Free of Falling | The Catholic Gardener

Free of Falling | The Catholic Gardener

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St. Benedict Monastery where I am an Oblate is in Oxford, Michigan. The location of the monastery was chosen because of the land; glaciated hill country rising nearly 1,000 feet above the Great Lakes.

Image by Brothers of St. Benedict Monastery.

It is the second highest point in Michigan, and on a clear day you could see Detroit fifty miles away.

The sixty foot wall of glass that is the south side of the sanctuary and behind the tabernacle and altar reveals a breathtaking view of the sky—a nod to eternity if you will. From any one of the monk’s stalls the heavens are the dominate scene. As I sat in the chapel and looked into the clouds I felt weightless, as if all of earth and its burdens had fallen away.

Image by Brothers of St. Benedict Monastery.

One Sunday, looking at the sky as I prayed, my focus was drawn to the distant specks of Canada geese in their orderly V-formation heading north. A few moments later at closer range a single hawk moved into my view. It skillfully maneuvered the wind currents with only slight movements of its tail or wings, floating and gliding gracefully. Science and aerodynamics aside, I am always delighted by the flight and fancy of birds.

An unexpected motion at the top of the glass wall caught my attention. Six little brown sparrows were perched on the roofs ledge and leaping off. Like mini rockets, with tiny necks extended and wings held tight against their bodies, they plummeted.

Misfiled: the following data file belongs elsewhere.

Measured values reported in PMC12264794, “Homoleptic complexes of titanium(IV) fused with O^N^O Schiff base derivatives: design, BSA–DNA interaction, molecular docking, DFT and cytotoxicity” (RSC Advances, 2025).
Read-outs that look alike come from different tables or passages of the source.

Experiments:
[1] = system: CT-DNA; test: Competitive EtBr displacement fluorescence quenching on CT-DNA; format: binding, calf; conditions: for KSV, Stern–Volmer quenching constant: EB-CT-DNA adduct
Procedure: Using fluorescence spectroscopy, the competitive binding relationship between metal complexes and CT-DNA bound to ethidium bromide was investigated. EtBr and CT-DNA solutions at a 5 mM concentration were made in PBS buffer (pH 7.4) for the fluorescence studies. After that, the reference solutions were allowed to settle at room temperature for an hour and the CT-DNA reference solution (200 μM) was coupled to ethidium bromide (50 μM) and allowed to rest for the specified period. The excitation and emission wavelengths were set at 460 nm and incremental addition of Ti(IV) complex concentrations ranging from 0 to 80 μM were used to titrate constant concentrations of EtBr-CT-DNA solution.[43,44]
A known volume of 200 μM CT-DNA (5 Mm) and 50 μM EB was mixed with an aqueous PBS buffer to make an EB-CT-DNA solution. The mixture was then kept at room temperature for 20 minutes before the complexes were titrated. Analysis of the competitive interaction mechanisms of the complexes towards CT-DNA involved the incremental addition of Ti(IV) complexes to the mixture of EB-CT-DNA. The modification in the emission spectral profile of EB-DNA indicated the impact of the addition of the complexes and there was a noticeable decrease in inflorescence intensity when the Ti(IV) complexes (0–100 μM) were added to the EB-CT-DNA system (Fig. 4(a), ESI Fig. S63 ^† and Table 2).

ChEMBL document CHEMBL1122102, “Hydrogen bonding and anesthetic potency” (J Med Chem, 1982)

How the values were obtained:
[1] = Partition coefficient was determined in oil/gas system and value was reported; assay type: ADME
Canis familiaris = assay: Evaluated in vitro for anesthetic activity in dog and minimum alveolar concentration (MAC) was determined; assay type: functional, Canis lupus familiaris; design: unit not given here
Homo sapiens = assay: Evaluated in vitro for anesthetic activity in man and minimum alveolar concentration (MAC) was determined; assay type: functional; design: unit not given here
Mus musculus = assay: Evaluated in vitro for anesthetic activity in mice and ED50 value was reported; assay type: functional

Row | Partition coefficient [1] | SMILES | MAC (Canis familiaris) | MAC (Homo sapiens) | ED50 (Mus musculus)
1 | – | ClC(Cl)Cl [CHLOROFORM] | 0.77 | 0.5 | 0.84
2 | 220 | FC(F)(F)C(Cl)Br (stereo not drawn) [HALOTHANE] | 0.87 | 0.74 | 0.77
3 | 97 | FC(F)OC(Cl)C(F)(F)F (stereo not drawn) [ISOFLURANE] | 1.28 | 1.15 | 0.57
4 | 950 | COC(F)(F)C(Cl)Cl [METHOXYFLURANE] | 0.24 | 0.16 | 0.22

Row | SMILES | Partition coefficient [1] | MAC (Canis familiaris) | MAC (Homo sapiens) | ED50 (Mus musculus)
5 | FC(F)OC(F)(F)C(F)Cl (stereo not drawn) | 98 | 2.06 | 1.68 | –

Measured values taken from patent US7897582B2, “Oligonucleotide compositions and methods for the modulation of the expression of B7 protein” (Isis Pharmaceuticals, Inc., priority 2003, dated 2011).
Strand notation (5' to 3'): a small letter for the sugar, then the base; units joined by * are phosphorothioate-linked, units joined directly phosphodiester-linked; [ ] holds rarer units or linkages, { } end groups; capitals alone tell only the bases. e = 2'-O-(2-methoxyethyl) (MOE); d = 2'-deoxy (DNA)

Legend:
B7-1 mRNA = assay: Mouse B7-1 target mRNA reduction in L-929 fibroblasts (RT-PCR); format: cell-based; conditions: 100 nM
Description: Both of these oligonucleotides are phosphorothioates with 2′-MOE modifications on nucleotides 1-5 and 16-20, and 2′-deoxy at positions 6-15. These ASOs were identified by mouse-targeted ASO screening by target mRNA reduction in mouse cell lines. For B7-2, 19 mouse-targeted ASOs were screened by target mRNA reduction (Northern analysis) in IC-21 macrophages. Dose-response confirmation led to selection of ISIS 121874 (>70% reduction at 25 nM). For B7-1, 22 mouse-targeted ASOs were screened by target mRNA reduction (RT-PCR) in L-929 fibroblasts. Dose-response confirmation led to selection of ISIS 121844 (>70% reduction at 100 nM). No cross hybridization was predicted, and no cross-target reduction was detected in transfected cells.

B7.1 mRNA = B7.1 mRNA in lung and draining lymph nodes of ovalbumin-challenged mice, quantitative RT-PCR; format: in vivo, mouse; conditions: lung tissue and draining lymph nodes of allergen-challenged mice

My heart beat quickened as I watched the little brown birds’ reckless abandon. As they leapt from the very precipice of peril, they picked up speed, plunging earthward. But my fears were not theirs…nor were my fears—that the little sparrows wouldn’t be able to turn away in time and go splat against the rocks—grounded in truth.

Just moments later, there they were wings wide in flight, navigating upward almost as fast as they had rocketed downward. Once more they came to perch on the roofs ledge, seeming to mock me at being afraid for them.

These little skydivers, exhilarated by their leaping, repeated their dare-devil free-fall. I imagined their confidence as they leapt; an unconscious trust in their ability to fly. Their mastering the gift of what they were designed to be kept them safe. They could play and soar and dance on the very Breath of God.


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